Detroiters get pick of donations at DPD's Thanksgiving boutique

With Thanksgiving just days away the Detroit Police Department is giving thanks to the community they serve. Officers handed out shoes, clothing, and more to those in need Monday at what they're calling their Thanksgiving Boutique. Neighbors can come in and get what they need and not pay a penny. 

"Got a bunch of sweaters and a coat," said Cynthia Thomas, who visited the station on Gratiot. "I’ve been laid off for three months so this helps."

"Just knowing that somebody cares and someone is out there willing to give a helping hand with no questions. You don't have to show an ID, you just walk up and they give it to you freely," said another shopper, Angela Davis. 

Monday was the first of two days for the boutique, which is set up at DPD's ninth precinct at 11187 Gratiot. The event started at 10 a.m. and people started lining up hours before.

"It was a line around the corner at 7:30 this morning," said DPD Cmdr. Sonia Russell. "The turkeys were gone within ten minutes." 

"Food scarcity right now for our people in our community is real. This is a call to action and we will be working with the Detroit police to see what else we can do," said Patti Kukula with the Detroit Public Safety Foundation, which donated several turkeys to the boutique.  

Police Chief James Craig also donated some items.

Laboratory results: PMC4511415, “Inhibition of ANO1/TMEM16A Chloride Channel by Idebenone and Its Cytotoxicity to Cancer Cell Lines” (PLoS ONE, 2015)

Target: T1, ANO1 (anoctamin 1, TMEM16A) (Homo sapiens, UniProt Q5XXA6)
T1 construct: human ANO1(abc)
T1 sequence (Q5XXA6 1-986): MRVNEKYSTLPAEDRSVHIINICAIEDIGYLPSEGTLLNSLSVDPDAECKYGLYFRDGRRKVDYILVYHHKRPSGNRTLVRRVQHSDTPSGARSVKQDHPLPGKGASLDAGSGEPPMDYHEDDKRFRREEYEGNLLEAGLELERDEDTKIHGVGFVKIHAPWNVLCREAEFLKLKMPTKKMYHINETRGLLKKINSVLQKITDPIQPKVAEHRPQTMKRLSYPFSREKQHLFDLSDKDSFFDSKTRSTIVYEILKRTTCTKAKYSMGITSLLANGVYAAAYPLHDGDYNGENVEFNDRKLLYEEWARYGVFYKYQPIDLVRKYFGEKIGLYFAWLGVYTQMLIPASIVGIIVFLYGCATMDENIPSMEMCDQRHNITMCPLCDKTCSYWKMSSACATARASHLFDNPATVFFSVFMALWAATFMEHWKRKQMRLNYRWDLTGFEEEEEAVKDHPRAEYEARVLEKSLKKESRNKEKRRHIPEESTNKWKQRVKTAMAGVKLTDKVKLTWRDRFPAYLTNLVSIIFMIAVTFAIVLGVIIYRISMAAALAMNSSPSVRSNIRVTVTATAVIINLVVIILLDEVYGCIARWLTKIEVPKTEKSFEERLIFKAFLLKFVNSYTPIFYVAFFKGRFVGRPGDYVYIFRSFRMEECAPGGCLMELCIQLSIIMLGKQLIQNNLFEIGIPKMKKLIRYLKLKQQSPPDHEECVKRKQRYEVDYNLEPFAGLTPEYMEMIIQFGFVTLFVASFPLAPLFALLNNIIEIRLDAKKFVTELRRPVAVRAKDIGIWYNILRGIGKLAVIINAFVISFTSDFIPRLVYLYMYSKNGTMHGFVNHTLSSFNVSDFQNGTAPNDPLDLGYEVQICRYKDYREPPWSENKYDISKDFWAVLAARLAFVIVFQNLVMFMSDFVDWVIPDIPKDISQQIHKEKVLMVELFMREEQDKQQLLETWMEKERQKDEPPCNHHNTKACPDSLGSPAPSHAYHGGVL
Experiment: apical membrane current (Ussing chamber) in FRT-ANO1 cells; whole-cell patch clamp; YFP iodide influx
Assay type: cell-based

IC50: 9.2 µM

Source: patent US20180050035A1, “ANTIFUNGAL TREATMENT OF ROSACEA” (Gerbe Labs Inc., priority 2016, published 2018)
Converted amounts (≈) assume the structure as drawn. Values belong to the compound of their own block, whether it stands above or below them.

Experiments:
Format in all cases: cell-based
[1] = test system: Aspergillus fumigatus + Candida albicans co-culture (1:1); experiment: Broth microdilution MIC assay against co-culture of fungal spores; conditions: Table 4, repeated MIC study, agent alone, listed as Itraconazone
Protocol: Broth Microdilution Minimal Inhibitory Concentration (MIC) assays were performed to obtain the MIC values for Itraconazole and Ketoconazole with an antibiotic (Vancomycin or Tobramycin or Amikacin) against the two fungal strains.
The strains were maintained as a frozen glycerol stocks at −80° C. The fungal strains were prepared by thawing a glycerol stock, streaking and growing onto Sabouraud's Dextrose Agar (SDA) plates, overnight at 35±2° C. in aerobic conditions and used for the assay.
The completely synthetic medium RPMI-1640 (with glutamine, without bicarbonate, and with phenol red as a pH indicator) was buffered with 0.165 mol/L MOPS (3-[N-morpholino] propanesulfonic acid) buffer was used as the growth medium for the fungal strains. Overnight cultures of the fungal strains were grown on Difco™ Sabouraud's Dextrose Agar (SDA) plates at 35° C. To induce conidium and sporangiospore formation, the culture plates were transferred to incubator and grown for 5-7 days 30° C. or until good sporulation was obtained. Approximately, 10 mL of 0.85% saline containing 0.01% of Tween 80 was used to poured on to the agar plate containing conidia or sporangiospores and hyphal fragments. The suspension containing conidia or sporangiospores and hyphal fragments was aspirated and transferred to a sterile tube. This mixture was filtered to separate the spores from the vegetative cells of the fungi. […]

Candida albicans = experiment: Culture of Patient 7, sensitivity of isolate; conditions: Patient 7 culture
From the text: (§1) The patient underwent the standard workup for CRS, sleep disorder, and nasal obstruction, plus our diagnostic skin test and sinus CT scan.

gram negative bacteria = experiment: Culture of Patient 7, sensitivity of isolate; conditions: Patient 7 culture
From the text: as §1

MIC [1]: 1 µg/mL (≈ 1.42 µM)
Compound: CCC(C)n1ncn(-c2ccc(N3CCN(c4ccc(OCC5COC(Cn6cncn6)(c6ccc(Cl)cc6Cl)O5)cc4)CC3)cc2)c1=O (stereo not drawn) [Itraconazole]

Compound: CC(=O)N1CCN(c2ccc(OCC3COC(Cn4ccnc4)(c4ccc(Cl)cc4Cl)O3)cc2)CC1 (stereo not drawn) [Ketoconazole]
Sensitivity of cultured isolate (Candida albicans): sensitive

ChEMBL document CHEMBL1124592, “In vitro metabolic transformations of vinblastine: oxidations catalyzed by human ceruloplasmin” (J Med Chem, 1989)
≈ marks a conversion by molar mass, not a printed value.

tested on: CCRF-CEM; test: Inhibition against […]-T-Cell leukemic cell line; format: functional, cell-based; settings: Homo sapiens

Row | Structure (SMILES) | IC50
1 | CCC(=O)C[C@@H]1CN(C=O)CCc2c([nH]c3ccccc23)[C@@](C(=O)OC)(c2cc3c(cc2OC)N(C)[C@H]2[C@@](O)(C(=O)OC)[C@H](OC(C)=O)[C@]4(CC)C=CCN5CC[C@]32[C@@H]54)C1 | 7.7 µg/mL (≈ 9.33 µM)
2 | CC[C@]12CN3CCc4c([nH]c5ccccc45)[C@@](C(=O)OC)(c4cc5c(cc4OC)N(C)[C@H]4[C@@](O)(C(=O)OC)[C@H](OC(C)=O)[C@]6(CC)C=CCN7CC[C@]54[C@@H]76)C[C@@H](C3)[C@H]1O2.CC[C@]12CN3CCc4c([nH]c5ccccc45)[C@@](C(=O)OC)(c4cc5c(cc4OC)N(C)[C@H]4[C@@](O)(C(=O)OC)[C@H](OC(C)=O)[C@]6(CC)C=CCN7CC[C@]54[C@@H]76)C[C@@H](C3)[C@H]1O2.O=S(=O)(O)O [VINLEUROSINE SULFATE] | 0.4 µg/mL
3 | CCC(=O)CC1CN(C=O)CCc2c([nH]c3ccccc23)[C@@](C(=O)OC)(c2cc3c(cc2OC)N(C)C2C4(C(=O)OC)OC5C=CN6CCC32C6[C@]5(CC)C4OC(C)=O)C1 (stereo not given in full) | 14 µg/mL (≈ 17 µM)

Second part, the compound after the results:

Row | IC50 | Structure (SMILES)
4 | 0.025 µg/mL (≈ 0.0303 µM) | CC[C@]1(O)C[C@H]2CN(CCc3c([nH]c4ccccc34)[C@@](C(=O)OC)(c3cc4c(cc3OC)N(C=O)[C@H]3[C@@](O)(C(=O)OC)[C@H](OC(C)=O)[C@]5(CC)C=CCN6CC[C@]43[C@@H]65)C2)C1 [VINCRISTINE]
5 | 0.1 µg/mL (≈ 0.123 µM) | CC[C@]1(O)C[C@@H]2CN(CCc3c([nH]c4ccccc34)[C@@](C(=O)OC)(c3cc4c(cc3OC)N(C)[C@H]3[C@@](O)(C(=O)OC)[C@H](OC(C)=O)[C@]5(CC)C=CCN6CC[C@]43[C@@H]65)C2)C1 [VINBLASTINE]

"Chief Craig donated lots of clothing. We call it Chief Craig Exquisite Line and that went very fast," Russell said. 

FOX 2 viewers also helped out after seeing a story last week about plans for the boutique. Many reached out to help.

"We received anonymous money in envelopes saying they just wanted to support. We had a gentleman come down from Woodhaven. He drove all the way down just to donate clothes," Russell said. 

Organizers are gearing up for the second and last day of the boutique on Tuesday, Nov. 23. And yes, more turkeys will be available.

Meanwhile, organizers of the boutique say policing is about more than fighting crime.

"Part of policing is making sure that we bridge the gap with the community," Russell said. 

"It's not just about law enforcement it's also about community engagement," said Commissioner Willie Bell, who's on the Board of Police Commissioners in Detroit.